Schome & Second Life(TM)
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Second LifeTM is a 3D virtual reality world. You, or more accurately a representation of you called an avatar, can move around this virtual world, interacting with people and objects. You can build things and program them to behave in specific ways. You can pretty much do anything that you can do in the real world, and a lot more besides.
Unlike other such worlds, Second LifeTM lacks a purpose, there is no mission to complete or levels to move through. As in real life, the only purposes within Second LifeTM are those you create yourself.
There are several aspects to this which link with the first three steps in the schome approach:
Thinking more creatively
Kieron suggested that we might use Second LifeTM to try out ideas, which we couldn't implement in practice (because of expense, complexity, risks, etc). This seemed a brilliant idea - maybe having a 'lived experience' of something radically different might help folk come up with more creative visions for schome in the real world. So we started to explore ... and we now have islands on both the Main Grid and the Teen Grid of Second Life.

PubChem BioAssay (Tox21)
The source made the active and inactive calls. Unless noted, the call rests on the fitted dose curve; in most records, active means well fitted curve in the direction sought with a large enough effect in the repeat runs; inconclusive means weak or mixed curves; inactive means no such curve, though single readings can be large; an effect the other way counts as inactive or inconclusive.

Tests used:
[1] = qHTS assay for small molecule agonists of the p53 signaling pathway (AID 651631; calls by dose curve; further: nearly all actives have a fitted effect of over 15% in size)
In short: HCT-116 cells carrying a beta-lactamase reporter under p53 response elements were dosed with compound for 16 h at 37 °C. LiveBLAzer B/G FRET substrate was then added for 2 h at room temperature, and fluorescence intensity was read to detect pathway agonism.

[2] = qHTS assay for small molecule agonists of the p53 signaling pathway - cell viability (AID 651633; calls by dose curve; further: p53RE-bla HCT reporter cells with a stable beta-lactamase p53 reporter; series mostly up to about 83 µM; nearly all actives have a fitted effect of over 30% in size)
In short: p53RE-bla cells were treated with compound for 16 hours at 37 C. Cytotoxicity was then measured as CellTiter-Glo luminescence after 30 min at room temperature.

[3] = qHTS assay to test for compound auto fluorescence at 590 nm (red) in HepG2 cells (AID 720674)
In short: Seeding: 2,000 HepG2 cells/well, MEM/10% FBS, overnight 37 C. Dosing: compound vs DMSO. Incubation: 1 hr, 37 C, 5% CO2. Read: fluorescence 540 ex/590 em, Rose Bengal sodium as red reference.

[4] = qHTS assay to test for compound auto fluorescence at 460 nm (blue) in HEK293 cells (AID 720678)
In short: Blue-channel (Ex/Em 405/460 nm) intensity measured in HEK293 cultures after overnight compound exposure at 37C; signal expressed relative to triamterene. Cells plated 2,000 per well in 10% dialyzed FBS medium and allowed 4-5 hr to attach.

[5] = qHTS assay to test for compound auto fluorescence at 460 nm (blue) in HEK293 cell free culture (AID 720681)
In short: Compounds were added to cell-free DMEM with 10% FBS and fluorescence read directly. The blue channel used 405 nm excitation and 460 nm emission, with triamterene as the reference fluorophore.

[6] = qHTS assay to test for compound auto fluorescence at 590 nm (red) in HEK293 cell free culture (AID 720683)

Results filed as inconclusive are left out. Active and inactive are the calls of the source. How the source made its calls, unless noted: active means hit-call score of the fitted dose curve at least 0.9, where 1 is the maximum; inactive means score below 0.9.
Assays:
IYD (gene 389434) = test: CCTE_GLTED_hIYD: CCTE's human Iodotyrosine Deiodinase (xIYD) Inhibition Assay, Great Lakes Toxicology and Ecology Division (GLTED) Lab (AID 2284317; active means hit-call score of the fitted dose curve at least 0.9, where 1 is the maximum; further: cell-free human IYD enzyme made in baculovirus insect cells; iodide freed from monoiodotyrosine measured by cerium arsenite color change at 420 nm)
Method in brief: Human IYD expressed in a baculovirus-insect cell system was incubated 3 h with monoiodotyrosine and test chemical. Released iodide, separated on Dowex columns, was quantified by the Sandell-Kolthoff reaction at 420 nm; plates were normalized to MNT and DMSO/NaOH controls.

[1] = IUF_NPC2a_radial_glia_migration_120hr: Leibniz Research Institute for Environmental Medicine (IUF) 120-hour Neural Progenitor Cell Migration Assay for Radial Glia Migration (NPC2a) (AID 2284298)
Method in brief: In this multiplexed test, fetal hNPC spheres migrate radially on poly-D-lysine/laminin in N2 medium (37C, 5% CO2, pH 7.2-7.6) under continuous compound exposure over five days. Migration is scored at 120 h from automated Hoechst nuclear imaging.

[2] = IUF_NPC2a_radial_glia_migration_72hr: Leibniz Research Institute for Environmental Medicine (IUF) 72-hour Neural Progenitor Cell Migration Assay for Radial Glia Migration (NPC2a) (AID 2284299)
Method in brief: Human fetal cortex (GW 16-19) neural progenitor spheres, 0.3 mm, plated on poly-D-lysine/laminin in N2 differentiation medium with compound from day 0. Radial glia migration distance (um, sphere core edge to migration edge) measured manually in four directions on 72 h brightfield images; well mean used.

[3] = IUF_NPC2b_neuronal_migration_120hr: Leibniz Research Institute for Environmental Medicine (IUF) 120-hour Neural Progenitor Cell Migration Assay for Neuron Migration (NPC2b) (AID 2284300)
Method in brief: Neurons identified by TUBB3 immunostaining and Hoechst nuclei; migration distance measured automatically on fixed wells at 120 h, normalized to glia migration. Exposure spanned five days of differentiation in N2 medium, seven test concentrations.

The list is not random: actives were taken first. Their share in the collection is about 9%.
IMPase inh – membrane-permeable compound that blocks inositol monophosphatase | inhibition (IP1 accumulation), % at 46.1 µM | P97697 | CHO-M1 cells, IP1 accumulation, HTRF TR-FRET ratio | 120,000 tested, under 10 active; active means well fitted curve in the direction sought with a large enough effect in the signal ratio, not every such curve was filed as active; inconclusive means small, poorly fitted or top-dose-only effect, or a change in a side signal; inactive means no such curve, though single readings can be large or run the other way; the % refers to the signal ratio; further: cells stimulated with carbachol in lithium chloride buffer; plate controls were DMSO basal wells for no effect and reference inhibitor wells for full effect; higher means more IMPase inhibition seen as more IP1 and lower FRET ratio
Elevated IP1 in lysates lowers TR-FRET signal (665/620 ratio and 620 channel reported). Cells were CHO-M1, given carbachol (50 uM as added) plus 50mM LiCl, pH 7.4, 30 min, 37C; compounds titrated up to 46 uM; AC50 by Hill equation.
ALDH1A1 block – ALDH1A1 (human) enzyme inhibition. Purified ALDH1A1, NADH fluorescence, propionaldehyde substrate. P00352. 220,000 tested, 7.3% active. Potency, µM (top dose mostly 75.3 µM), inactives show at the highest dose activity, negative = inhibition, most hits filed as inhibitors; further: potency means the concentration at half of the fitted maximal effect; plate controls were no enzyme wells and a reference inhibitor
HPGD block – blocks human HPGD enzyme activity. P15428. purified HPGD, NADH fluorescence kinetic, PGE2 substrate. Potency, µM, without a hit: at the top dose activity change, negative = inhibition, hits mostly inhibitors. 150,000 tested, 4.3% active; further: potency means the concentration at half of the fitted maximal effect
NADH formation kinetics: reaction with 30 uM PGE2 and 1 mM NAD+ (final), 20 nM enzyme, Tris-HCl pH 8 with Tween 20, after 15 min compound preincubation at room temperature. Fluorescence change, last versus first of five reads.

Schome is going to be a new form of educational system designed to overcome the problems within current education systems. It will meet the needs of society and individuals in the twenty-first century and will be a system which values and supports people learning throughout their lives.
"You never change things by fighting the existing reality. To change something, build a new model that makes the existing model obsolete."
It is often argued that new technologies (ICT) change the things that people need to be able to do in order to be effective members of society in the 21st Century. It is claimed that ICT requires that we learn 'new things' - which we might refer to as 'knowledge age skills'.
It is clear that ICT does provide us with new ways of representing information - in the form of hypermedia, and perhaps even more powerfully as procedures (eg programs that can represent dynamic processes). In effect ICT has provided us with 'new tools to think with'. Most folk would agree that ICT has changed the nature of many disciplines (eg it would be difficult to be a historian or architect today without using ICT).
Second LifeTM may represent another new tool - which may provide us with different ways of representing knowledge and/or interacting with each other - and thus may impact on what we want from our education system (what we think it is important that people learn). Thus in order to identify what we think the aims for education should be we need to have some understanding of the potential impact of Second Life (and other 3D virtual reality worlds).
The views expressed within these pages are the views of the contributors. If you disagree with them, feel free to add comments to the discussion page (use the 'Discussion' tab at the top of the panel) or edit the article to give it greater balance.